In his speech of September 30, the president of the SDF John FRU NDI came back on the thousand and one opportunities offered to Paul Biya’s regime to definitively resolve the Anglophone crisis.
At this critical juncture, it is important to remember how many times this has been the case in the past, when Anglophone delegations withdrew or were ignored at various meetings held to determine the fate of that country.
In 1964, Dr. Bernard Fonlon, a prominent Anglophone researcher and one of the pillars of reunification, sent a memorandum to President Ahmadou Ahidjo complaining of the marginalization and second-class treatment of Anglophones. Nothing was done.
In 1984, a delegation headed by the founding fathers of our country, John Ngu Foncha and Solomon Tandeng Muna, went to see the Head of State about the Anglophone problem. Nothing good came out.
In 1991, in my capacity as Vice-President of the Coordination of Opposition Political Parties, as well as Dr. John Ngu Foncha, left the Tripartite Conference because the Anglophone problem was being shelved .
In 1991, the Federalists, including Ekontang Elad, Dr. Simon Munzu and Dr. Carlson Anyangwe, left the Constitutional Commission in charge of drafting the 1996 Constitution, because the federal option dear to Anglophones had once again been ignored.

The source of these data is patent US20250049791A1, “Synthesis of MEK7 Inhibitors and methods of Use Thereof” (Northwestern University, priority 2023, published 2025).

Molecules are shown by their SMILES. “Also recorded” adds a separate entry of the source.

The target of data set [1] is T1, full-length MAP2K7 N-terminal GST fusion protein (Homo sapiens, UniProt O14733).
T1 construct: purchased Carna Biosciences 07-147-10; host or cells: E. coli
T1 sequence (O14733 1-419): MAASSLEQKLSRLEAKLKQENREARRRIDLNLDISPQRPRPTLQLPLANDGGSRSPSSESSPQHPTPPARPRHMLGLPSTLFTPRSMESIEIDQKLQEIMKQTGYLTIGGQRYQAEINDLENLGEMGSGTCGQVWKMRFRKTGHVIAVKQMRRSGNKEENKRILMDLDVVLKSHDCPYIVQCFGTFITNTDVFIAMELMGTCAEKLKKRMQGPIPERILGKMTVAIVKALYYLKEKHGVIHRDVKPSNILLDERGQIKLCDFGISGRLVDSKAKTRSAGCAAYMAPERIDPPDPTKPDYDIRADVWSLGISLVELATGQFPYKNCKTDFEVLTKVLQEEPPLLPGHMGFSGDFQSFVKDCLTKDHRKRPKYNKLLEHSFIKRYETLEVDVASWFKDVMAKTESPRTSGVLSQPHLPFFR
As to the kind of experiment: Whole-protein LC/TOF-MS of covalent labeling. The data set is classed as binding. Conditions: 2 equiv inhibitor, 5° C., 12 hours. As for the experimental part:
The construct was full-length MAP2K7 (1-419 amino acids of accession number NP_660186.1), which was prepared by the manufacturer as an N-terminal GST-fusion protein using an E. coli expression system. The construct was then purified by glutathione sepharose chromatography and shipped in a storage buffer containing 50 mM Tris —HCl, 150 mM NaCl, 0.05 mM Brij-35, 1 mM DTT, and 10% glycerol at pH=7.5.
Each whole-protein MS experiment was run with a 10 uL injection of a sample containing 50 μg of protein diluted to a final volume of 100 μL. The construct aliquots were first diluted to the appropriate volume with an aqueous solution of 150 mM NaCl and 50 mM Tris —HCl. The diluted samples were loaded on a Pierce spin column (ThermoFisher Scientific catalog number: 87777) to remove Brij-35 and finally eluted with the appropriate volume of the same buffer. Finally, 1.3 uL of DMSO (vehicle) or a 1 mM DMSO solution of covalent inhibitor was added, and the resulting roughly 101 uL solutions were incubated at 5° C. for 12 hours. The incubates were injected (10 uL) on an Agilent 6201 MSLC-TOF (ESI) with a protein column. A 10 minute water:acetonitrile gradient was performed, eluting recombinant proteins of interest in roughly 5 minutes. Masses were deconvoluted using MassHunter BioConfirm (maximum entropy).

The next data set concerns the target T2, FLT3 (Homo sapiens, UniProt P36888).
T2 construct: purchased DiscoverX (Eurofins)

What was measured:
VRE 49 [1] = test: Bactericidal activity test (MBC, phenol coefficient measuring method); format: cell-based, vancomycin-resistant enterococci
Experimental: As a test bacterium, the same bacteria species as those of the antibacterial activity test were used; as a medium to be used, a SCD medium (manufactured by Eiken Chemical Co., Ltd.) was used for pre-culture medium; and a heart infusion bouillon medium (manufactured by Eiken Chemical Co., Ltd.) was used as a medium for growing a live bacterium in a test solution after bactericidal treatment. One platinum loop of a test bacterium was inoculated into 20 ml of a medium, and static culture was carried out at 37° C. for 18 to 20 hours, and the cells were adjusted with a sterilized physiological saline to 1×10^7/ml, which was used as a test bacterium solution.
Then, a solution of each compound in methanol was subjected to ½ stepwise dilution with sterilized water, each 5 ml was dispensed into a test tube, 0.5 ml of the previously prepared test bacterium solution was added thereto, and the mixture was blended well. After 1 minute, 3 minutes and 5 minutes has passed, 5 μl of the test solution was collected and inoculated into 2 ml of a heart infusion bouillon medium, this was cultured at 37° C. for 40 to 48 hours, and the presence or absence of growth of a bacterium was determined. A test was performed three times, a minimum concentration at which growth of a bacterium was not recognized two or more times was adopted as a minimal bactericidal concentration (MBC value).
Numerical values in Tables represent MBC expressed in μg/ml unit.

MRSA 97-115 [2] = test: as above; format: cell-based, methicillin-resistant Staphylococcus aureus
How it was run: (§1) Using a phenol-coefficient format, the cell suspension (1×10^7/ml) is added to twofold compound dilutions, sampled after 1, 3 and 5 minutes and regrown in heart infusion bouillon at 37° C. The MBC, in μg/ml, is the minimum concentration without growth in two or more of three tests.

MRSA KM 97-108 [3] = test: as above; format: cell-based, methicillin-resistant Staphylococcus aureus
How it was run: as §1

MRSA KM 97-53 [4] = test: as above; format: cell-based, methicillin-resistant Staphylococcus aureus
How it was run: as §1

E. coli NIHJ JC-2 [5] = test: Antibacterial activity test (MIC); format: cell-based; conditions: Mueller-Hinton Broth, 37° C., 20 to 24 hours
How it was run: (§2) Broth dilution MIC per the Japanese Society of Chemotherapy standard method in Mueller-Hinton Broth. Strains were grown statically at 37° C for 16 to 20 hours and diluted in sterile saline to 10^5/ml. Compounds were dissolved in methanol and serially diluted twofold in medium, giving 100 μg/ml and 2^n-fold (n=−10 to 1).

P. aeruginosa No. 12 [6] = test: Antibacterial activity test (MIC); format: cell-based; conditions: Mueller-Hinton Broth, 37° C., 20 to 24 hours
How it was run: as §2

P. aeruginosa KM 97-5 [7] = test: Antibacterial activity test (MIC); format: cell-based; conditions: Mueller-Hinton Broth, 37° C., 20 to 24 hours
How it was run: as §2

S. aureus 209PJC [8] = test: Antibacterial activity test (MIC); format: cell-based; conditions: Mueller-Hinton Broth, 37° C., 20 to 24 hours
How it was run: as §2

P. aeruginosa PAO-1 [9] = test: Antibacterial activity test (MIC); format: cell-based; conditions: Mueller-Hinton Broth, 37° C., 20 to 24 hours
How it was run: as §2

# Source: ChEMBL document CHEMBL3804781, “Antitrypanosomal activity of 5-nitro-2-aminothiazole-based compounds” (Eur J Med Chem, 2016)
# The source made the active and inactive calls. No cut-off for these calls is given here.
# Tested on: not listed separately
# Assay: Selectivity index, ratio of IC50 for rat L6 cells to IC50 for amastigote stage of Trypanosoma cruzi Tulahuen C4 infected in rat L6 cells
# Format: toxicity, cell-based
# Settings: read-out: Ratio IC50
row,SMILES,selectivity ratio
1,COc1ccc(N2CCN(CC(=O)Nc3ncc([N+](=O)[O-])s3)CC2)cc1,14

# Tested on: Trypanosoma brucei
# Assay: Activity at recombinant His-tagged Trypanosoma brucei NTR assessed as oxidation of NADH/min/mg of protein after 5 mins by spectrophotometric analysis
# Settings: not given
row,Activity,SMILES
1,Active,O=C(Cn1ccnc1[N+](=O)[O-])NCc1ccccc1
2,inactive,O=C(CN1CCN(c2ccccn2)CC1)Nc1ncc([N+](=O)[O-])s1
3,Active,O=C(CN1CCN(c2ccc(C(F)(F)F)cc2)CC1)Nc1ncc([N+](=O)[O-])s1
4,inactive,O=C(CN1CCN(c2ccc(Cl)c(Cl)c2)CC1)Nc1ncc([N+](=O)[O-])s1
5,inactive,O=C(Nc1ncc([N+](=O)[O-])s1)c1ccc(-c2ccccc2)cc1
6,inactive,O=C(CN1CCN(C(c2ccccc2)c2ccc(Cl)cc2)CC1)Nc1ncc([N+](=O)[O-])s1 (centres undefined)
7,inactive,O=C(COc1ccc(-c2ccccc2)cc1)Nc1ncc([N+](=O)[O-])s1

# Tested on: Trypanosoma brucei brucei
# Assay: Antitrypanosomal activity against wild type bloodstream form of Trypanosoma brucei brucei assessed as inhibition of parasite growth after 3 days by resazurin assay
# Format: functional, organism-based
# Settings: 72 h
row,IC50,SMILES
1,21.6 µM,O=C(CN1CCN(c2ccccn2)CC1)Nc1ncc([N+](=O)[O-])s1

In 1993, the Pan-Anglophone Conference, All Anglophone Conference (AAC1) met in Buea and published the Buea Declaration in favor of the Federalist position. This too has been ignored;
In 1994, a second Pan-Anglophone Conference (AAC2) convened in Bamenda and published the Bamenda Declaration that led to the birth of the SCNC. As usual, the government ignored this political earthquake;
When the current crisis erupted in 2016, the leadership of the SDF, its deputies, senators and mayors went to Bamenda and Buea and sounded the alarm on the situation, which degenerated quickly.
Nobody listened to us;
The SDF parliamentarians protested in Parliament and blocked the debates during several sessions with the aim of ensuring that the Anglophone crisis is debated in Parliament. Once again, nothing happened;
During the Prime Minister’s last visit to Bamenda, the SDF proposed the services of its National President to negotiate peace with the combatants on the ground. In the same vein, the National President called for, inter alia, a ceasefire and a blanket and unconditional amnesty for all persons detained in connection with the Anglophone problem. If we had been listened to, it would have created a healthy climate for the conduct of this dialogue.